LCP essentially measures how long a page takes to load content above the fold. . That is, how long a page takes to load the content users see first. Slightly different from other PageSpeed factors, LCP is the time it takes from clicking on a link to being able to see and interact with a page. An easy way to check LCP metrics using the Google PageSpeed Insights tool.
FID is the second of the Google Core Web Vitals you need to pay attention to and measures how long it takes the browser to begin processing the first user interaction on a page. This means it monitors the delay between when a user interacts with something on your page, like clicking a link, choosing a menu option, or opening up an “accordion menu.” First impressions are extremely important, so maintaining a low FID is critical to your overall site success. A high FID can cause bounce rates to skyrocket and decrease the likelihood a user will return to your site.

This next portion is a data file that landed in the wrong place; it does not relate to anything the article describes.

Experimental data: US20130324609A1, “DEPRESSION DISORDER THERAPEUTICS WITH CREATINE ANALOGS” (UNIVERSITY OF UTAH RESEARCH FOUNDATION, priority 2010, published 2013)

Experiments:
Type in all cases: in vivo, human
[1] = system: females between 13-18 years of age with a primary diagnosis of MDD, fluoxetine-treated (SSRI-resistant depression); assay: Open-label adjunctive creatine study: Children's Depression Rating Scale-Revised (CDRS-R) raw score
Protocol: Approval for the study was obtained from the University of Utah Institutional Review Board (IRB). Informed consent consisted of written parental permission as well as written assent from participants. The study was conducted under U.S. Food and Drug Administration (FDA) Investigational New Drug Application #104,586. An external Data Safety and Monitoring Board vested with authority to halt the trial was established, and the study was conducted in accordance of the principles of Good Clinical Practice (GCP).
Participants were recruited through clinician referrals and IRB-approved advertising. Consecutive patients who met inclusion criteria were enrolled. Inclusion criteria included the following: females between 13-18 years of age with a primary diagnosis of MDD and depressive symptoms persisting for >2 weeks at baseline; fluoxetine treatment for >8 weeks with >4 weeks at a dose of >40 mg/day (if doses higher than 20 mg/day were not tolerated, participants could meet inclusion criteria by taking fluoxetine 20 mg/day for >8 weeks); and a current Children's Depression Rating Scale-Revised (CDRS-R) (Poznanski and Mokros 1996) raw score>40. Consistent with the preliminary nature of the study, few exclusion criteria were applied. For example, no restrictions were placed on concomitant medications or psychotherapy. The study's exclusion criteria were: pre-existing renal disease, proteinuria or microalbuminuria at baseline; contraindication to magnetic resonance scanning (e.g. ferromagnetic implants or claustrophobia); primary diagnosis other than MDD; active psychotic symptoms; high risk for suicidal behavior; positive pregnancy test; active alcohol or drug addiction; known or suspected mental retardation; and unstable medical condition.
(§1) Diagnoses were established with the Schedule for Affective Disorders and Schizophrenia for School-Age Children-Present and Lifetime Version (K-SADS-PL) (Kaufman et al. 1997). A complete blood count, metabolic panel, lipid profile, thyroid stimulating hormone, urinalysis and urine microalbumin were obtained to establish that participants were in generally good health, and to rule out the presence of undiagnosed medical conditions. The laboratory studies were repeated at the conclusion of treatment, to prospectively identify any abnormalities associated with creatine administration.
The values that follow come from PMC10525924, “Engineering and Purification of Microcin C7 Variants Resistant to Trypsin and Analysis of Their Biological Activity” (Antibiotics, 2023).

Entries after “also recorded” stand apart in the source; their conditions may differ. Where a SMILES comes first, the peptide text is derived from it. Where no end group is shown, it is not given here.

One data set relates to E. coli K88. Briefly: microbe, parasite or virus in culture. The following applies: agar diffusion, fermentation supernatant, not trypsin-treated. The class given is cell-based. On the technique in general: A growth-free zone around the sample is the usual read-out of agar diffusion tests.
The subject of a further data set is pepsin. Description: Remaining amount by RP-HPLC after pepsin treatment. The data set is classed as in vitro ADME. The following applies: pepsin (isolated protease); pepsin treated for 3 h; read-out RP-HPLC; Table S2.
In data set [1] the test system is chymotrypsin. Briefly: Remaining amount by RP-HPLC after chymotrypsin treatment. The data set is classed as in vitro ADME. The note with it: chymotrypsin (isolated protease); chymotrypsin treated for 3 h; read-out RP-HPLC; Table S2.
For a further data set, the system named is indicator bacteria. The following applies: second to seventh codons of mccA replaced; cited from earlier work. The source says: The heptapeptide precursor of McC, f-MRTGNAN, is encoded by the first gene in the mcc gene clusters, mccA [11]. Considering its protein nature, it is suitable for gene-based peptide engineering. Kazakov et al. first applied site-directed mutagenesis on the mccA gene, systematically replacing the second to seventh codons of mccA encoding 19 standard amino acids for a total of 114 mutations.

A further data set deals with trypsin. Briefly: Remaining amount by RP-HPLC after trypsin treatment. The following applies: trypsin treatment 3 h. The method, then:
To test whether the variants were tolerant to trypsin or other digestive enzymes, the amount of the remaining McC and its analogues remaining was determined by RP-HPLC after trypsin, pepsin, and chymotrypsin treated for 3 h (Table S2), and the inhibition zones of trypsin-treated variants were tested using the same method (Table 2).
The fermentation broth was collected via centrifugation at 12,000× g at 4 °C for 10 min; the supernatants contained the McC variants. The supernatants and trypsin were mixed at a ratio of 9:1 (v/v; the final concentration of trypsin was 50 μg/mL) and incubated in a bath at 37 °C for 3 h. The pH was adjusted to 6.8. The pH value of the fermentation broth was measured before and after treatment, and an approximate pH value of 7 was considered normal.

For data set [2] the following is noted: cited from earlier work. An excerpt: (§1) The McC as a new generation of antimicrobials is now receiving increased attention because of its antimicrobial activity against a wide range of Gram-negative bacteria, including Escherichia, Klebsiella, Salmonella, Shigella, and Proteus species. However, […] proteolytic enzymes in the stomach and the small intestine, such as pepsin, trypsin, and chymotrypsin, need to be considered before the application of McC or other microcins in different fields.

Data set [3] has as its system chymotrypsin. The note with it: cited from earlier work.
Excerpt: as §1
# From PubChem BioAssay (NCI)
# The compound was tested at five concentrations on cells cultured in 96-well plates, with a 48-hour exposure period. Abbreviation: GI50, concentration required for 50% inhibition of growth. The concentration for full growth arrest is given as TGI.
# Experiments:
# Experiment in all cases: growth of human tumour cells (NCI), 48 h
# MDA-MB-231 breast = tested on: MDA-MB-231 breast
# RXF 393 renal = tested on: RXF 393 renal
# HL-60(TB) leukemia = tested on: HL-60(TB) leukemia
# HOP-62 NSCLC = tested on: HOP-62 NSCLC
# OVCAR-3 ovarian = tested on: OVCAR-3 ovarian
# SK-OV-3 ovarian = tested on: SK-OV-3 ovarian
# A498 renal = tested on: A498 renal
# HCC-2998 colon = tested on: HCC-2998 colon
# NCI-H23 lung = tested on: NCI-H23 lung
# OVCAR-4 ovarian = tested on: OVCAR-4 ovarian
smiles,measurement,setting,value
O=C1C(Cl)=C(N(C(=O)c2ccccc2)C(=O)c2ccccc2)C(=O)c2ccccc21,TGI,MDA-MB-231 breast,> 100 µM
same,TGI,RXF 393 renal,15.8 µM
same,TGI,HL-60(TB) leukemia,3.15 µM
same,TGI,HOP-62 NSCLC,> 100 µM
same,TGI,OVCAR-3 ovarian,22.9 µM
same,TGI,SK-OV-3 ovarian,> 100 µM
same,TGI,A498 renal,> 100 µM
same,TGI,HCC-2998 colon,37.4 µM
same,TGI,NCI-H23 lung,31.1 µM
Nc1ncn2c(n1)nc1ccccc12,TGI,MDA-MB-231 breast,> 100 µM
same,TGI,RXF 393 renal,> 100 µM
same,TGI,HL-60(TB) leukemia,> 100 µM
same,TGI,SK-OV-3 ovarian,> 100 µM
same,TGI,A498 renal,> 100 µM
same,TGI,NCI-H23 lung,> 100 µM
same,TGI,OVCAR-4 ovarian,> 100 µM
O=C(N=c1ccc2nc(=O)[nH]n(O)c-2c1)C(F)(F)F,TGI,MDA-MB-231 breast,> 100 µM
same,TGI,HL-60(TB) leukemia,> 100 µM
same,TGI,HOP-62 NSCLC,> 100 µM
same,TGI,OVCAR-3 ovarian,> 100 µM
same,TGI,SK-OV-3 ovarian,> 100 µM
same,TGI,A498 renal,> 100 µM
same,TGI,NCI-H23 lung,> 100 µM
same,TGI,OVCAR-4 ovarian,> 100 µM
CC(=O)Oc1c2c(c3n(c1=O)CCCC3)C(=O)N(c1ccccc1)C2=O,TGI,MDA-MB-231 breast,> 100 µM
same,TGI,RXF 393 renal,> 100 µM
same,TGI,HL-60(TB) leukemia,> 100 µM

Last up for Google Core Web Vitals is CLS, which measures visual stability, or how stable a page is as it loads. Have you ever been scrolling through a site only to have it jump as it continues to load? It’s frustrating! If an element of your page jumps as the page loads, you’ve got a high CLS, which is bad. CLS issues are a major factor in high bounce rates, negative user experience, and are likely to result in a negative impact on your site when you’re trying to scale SEO efforts.
How to Improve Core Web Vitals for Your Site